Using the right tires for your truck can make a world of difference when it comes to performance. A good fit will give you improvements in areas ranging from traction to fuel economy.
A 35 truck tire is a popular choice for trucks and all-terrain vehicles specializing in off-roading applications.
If you’re thinking about using 35” tires with your truck, you must do your research beforehand.
What is a 35 Truck Tire?
A 35-inch truck tire is a slightly oversized truck tire that typically measures just a few centimeters short of a full 35 inches. They are often used on SUVs and trucks for improved off-road performance, higher ground clearance, and additional traction than smaller tires.
Read on to learn more about what makes a 35 truck tire and whether it’s the right choice for your truck.
Finding the Size of a 35 Truck Tire
A 35″ tire is called such because of its diameter. However, the tire’s true measurement is usually slightly less than 35 inches.
This tire size often measures closer to 34.5 to 34.9 inches.
When compressed under a car’s weight, they may have an even smaller diameter.
To determine the exact size of a 35 tire, you need to know the aspect ratio of the tire’s sidewall.
This value is the height of the sidewall expressed as a percentage of the width of the tire tread.
Multiply the aspect ratio by the tire width, then multiply by two to account for both side walls surrounding the wheel well. Finally, add the wheel size to this value.
For 35” tires, the final number should range somewhere between 34 and 36 inches.
Why Use a 35 Truck Tire?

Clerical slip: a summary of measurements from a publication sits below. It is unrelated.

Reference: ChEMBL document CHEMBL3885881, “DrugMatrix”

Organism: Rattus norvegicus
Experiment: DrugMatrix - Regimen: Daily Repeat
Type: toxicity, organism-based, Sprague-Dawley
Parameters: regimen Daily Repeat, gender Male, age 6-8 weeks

The size of your tires will have an impact on speed, traction, and gas mileage, as well as general wear and tear.
An oversized tire may rub against the wheel well or even damage suspension systems, while a small tire can lead to issues ranging from anti-lock brake malfunctions to inaccurate odometer readings.
It’s best to use a 35″ tire with larger vehicles, such as trucks and SUVs. Most have wheel wells that can easily handle an oversized tire.
In some cases, you may need to install a lift kit to account for the extra clearance.
A 35” tire is larger than most standard tire sizes, making it an ideal choice for rough terrain and off-roading applications.
It offers more ground clearance than smaller tires to keep your car safe from mud, rocks, snow, and more.
With more surface area, you get a better grip, more traction, and cornering at high speeds and in all weather conditions.
Large tires also improve braking capacity. In most cases, 35” tires make for a safer, smoother ride.
Drawbacks of a 35 Truck Tire
While a 35” tire will give you better traction and braking, you may notice slower acceleration and a larger turning radius for your car.
Large tires can increase the time and effort it takes to reach high speeds, which may not make 35” tires the best option for highway driving.
Using 35” tires may also increase your fuel consumption. Tires that weigh more will naturally require more fuel to reach and maintain high speeds.
The additional traction also means that your truck will guzzle more fuel when driving and accelerating.
Types of 35 Tires
If you think that 35” tires might be the right size for your truck, you still have to decide which type of tire best suits your driving habits.
You can find three main 35” tire styles that can help to improve your truck’s performance.
All-terrain tires are the most common type of 35” tire you’ll see on personal vehicles such as trucks and SUVs.
They make a versatile choice that works on both highways and rough terrain alike.